Verse 39. - I am this clay weak...the sons of Zeruiah be too hard for me. David would gladly have had Abner as a counterpoise to Joab's too-great power. As it was, though an anointed king, he had but one tribe loyal to him; the rest were the subjects of a rival; and the Philistines were oppressing all alike. Had Abner's enterprise been carried out, all the tribes would have been united under his sway. He could thus have made head against the Philistines, and Abner, in command of the Benjamites and other tribes, would have curbed the fierce self-will of Joab. As it was, the sons of Zeruiah might be reprimanded, and could not treat David as Abner had treated Ishbosheth; but they were indispensable. David had a strange set of men around him in those outlaws (1 Samuel 22:2); and Joab, brave, skilful, and unscrupulous, was a man after their own heart. They had just returned with great booty from a foray under his command; and it was a brave and manly thing in David to reprove him so openly, and dismiss him from his command. Had he attempted more, and Joab had stood upon the defence, there were plenty of "men of Belial" (1 Samuel 30:22) to side with him, and David might have met with the fate threatened him at Ziklag (1 Samuel 30:6). As it was, he proved himself to be king, and Joab, in spite of everything, remained a most faithful officer, and the right hand man in his kingdom, and one even trusted with perilous and disgraceful secrets (2 Samuel 11:14).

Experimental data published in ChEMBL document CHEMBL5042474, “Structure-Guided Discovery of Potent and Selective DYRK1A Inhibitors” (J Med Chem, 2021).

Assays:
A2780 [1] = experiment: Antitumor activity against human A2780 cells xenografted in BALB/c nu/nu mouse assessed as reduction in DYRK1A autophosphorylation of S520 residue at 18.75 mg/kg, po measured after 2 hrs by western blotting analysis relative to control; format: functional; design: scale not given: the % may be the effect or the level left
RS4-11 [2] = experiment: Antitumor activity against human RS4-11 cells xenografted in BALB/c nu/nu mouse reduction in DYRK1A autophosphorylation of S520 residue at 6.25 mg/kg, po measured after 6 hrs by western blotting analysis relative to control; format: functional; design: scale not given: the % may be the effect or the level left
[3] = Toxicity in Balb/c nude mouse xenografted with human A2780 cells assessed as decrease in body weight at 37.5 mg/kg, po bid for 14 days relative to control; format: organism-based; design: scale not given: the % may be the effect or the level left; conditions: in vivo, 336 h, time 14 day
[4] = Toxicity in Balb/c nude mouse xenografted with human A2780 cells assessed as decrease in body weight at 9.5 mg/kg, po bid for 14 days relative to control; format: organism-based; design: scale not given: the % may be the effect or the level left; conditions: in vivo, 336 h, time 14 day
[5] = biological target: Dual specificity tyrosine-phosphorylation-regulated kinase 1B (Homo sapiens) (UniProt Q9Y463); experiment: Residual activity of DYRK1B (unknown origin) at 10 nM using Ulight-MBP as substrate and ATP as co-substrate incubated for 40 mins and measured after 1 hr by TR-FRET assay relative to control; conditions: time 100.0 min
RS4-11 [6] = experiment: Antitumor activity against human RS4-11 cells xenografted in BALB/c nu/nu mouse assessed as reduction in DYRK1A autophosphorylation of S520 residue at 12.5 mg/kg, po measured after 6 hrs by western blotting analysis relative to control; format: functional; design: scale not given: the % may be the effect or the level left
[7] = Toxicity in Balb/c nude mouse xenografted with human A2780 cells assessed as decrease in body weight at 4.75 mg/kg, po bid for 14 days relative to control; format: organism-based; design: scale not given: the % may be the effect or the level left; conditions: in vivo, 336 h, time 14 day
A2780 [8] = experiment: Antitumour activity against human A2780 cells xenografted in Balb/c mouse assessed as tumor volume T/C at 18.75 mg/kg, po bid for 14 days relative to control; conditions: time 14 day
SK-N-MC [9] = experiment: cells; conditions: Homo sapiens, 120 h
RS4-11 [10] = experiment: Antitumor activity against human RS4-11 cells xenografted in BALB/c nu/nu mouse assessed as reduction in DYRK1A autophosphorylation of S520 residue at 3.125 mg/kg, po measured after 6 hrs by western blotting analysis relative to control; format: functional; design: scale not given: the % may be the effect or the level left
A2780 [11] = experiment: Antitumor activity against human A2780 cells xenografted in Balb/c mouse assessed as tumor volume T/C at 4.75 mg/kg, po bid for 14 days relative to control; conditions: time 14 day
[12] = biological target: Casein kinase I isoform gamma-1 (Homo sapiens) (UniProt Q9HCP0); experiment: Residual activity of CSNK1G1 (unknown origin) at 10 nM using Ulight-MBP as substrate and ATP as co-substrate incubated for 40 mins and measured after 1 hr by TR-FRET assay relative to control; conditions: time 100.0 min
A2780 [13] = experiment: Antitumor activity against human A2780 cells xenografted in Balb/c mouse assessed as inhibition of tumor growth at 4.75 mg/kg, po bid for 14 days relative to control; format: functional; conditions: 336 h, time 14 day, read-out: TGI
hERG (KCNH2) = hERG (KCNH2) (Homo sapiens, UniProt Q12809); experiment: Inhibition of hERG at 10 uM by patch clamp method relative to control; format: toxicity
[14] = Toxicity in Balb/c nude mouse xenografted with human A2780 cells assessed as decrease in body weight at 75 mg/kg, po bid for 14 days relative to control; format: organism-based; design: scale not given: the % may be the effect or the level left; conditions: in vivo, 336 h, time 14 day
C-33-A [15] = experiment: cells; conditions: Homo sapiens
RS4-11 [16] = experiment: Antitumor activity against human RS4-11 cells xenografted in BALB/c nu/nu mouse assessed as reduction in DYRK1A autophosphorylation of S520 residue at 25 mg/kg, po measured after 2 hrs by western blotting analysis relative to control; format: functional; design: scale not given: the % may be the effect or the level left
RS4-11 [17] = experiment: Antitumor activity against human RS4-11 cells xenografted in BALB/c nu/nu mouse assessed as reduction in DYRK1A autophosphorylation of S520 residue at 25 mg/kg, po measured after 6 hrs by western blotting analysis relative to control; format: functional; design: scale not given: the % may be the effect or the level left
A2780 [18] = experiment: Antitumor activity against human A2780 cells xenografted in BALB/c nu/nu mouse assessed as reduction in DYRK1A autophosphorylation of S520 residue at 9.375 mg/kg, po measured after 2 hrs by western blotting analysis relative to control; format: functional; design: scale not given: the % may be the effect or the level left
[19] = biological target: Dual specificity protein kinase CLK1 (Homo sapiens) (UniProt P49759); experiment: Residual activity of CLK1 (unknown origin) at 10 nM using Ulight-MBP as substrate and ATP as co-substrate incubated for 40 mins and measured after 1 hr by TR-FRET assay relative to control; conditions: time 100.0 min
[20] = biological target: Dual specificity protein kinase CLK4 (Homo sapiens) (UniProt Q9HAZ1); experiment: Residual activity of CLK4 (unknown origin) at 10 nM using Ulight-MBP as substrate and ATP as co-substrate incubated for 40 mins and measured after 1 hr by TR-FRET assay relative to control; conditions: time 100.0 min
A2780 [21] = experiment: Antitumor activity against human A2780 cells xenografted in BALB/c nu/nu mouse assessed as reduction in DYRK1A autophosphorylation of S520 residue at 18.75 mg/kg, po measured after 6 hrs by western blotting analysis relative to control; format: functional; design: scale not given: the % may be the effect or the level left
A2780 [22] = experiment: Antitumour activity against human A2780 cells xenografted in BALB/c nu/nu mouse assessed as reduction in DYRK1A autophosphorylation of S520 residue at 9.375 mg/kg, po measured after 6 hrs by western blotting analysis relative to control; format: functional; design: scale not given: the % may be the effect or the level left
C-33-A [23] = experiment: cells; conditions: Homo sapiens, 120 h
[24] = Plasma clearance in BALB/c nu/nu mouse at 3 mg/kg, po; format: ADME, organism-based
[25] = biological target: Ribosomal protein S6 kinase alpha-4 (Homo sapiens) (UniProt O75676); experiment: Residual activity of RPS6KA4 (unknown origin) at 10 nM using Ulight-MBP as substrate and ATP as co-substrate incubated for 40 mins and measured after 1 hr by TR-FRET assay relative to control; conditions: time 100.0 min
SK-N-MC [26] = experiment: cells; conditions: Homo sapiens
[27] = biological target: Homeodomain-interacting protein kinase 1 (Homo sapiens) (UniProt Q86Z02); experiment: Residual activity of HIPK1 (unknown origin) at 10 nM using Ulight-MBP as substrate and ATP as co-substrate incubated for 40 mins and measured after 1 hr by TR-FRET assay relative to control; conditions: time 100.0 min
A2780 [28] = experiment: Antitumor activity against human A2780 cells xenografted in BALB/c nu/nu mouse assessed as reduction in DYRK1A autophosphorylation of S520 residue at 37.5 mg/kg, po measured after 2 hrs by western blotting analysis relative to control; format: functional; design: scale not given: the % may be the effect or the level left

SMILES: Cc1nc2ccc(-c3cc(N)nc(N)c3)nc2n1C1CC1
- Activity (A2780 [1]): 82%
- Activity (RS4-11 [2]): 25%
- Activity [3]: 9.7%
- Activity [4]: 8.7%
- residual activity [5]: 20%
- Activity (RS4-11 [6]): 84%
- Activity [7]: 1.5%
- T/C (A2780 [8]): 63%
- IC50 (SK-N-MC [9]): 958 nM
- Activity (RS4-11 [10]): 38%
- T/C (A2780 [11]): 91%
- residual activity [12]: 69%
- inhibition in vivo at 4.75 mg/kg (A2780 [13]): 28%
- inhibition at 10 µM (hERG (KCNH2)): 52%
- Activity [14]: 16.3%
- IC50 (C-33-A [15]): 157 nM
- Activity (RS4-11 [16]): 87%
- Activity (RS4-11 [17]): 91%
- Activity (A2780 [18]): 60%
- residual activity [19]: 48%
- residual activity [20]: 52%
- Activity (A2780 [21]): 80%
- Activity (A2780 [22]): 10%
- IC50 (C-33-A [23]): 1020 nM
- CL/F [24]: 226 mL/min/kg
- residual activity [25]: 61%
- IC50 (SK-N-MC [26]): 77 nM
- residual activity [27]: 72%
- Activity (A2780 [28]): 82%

Although the appointment of such a funeral by David, and his tears at Abner's grave, could not fail to divest the minds of his opponents of all suspicion that Joab had committed the murder with his cognizance (see at 2 Samuel 3:37), he gave a still stronger proof of his innocence, and of the sincerity of his grief, by the ode which he composed for Abner's death:

33 Like an ungodly man must Abner die!

34 Thy hands were not bound, and thy feet were not placed in fetters.

As one falls before sinners, so hast thou fallen!